Barriers to entry

I’ve been taking a lot of flack from self-defined “one-issue” voters lately. What’s annoying is that these are really not one-issue people at all, but they think they are. They (most of them) think “conservative” is an issue and the Tea Party defines “conservative.”

I refuse to vote the self-identified “conservative” candidate in the Virginia gubernatorial race.  Because every gun-rights group in the Commonwealth has endorsed him, I’ve been called stupid, a traitor, a “liberal” (as a pejorative, of course), misguided, and other terms.

What many of these people – people who have known me for years – fail to realize is that gun-rights is simply the barrier to entry.   After that, you other positions come in to play.  If you don’t support my gun rights, I don’t recognize your “right” to my vote, pure and simple.  That lets out Terry McAuliffe, though I have a strong handful of other reasons.  My only other absolute barrier is a conviction that the Tennessee constitution got it part right (“Whereas Ministers of the Gospel are by their profession, dedicated to God and the care of souls, and ought not to be diverted from the great duties of their functions; therefore, no Minister of the Gospel, or priest of any denomination whatever, shall be eligible to a seat in either House of the Legislature.”) and I’d carry that to “any elected office”.  Those are the barriers to my vote.

After the barriers comes the curtain – the other civil rights.  Candidates can pass the curtain if I disagree with them on these issues, but only if they have very very strong credentials and a record of respecting others’ beliefs and practices.  Among these are the right to marry the person I choose; the right to confer with my doctor and elect those medical procedures best for me; the right to speak my mind even if that speech might offend your god; the right to be treated equally under the law; and the right to insist that your religious preference not affect mine.    In other words, believe what you want, but don’t restrict others.  After that, I assess life experiences and personal characteristics.  And I consider whether my votes can help keep the government split.  That is, all else considered, let’s assure that no one party controls the Governor’s mansion and both houses of the legislature.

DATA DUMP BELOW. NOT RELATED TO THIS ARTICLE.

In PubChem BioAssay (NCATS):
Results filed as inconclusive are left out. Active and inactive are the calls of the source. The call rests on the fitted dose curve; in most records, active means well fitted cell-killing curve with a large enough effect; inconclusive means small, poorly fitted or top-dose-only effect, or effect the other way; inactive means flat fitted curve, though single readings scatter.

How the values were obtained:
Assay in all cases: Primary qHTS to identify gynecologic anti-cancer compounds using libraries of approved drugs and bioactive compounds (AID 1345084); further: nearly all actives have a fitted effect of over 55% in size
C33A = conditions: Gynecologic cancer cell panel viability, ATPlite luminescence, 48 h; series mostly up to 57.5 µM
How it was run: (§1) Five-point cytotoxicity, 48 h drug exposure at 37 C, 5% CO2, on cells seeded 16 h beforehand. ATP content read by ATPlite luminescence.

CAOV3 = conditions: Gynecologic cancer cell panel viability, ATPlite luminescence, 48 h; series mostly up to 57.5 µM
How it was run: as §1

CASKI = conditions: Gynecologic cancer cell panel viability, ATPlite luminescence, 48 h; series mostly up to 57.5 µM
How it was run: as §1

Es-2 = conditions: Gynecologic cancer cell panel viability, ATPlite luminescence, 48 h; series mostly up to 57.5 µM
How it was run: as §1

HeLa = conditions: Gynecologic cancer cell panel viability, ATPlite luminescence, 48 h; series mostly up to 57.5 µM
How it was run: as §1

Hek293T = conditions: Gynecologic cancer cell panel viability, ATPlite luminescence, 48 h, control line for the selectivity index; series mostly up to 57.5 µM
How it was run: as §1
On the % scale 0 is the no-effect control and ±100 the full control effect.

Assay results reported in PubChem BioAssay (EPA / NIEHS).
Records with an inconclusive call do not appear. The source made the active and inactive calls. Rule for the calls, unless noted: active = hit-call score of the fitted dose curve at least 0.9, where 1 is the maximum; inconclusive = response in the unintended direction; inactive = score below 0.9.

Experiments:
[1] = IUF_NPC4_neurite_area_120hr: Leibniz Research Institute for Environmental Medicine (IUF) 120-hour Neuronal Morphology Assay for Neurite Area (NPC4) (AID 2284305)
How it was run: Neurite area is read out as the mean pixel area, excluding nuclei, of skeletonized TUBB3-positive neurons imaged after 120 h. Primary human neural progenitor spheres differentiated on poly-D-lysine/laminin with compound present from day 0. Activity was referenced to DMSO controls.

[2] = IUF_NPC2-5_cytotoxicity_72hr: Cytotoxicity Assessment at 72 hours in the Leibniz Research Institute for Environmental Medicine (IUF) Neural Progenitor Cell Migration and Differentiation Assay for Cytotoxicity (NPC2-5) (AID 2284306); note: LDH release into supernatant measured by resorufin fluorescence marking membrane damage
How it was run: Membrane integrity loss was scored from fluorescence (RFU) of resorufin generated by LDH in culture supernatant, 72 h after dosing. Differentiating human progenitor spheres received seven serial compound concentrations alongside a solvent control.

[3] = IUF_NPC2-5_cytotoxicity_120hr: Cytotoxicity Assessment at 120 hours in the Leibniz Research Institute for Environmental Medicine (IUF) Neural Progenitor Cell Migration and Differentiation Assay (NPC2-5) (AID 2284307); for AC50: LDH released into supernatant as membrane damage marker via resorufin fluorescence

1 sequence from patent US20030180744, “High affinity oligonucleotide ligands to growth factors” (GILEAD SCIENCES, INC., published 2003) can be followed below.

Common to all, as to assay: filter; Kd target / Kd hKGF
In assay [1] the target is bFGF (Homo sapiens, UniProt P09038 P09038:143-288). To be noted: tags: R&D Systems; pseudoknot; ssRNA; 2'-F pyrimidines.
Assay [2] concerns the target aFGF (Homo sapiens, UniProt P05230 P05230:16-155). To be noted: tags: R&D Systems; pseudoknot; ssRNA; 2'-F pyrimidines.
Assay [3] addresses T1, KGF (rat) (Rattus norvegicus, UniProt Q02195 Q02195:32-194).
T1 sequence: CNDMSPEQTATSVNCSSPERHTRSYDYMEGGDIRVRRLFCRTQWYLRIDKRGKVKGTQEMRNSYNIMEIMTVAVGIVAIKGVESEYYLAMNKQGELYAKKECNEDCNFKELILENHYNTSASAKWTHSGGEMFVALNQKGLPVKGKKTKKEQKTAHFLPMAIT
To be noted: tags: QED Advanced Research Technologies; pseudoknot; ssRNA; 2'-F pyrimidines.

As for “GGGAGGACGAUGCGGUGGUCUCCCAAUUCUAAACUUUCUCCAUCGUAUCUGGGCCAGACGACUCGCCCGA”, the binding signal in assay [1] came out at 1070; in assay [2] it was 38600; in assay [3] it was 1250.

It’s that latter set of criteria that many of my gun-rights acquaintances don’t understand.  I believe that in their minds, those rights are inextricably linked, and individuals can have differing opinions on each and every one of them.  It’s a matter of prioritization, and deciding which have to be met and which can be squishy.  In my mind, the gun-rights question must be met, and a combination of the others must be met.  Cuccinelli can’t meet any of them.

Both barriers are in place for LG.  That’s a shame, because the LG is an important person in Virginia, with tie-breaking authority in our evenly divided State Senate.  “None of the Above” as a write-in is the only option.  I feel this is a cop-out, but it is the only way an American has to show that no candidate is acceptable.   We are literally prevented by election law from expressing our opinions.  Even a “none of the above” is seen only in the category of “write-ins” – also-rans – unless there are enough of them the same.   If all voters would write in, maybe the message would be carried, but there are just too many who are happy to select all the people with the same letter after their names, no matter their qualifications.

I am still seeking the election that has a slate of candidates without barriers.

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Cuccinelli the politician

The saint of the social busybodies, Virginia Attorney General Ken Cuccinelli, sponsored a brief in the DiGiacinto v. the Rectors and Visitors of GMU case. The wording in the brief came eerily close to a page from the Brady Bunch’s playbook.   It went so far as to assert that preschoolers would be at risk if a gun owner carried into a campus building.   This after he told the Virginia Citizens Defense League last year the case was “indefensible.”

Well, yeah, it was indefensible, thus the emotion-laden, “think of the children” far-out scenarios.  This is the page from the Bradys — if you can’t use logic, then scream with emotion, invent situations, and portray gun owners as idiots who turn from polite citizens off campus to raging lunatics the moment they step on campus.

Guess the Brady’s made a bigger campaign contribution.

There’s one good from this, albeit a small one.  Cuccinelli’s silent.  That is also unusual.

One-issue voters, and party voters